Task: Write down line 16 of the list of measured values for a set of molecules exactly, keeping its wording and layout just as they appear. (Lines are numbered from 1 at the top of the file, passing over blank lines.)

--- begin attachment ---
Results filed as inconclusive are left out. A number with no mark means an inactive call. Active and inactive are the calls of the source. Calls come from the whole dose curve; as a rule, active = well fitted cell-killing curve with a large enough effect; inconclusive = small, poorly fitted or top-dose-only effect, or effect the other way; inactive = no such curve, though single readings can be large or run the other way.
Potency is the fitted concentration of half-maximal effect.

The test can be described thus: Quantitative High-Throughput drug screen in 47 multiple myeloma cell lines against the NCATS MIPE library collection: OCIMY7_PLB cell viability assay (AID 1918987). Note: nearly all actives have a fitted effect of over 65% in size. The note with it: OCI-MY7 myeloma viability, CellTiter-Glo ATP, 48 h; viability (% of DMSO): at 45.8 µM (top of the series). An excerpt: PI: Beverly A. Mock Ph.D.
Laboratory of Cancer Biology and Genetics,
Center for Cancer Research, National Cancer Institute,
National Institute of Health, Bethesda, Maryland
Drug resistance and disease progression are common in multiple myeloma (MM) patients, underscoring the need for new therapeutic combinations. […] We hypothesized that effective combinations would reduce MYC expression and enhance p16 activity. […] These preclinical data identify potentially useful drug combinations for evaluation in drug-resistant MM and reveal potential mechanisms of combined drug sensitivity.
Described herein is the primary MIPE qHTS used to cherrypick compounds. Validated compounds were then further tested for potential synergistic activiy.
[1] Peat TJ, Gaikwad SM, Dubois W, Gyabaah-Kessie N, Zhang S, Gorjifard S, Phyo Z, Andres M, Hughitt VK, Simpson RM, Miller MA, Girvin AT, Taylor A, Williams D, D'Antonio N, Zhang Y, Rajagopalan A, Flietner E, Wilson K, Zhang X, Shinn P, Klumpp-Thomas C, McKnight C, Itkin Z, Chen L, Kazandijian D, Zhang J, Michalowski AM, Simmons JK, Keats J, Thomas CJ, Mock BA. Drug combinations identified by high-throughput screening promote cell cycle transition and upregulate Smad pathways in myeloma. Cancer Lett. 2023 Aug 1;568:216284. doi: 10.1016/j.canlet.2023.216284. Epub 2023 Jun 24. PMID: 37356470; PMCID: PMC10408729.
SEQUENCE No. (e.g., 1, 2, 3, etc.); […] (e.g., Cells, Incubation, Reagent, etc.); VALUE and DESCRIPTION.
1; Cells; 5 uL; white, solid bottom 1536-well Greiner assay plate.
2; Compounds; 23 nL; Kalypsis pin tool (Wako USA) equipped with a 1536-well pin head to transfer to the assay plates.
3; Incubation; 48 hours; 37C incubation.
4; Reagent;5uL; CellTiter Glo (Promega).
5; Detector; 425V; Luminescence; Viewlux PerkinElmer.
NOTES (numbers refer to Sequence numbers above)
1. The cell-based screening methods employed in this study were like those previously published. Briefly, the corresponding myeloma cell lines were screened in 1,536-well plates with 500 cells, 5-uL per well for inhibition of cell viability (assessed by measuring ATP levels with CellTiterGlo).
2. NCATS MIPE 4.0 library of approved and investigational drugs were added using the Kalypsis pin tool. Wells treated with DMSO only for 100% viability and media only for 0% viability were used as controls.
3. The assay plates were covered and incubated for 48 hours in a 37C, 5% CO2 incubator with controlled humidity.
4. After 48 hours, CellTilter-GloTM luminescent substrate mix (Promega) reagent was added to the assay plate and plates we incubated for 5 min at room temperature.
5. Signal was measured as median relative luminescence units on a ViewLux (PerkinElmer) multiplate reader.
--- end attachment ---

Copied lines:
NOTES (numbers refer to Sequence numbers above)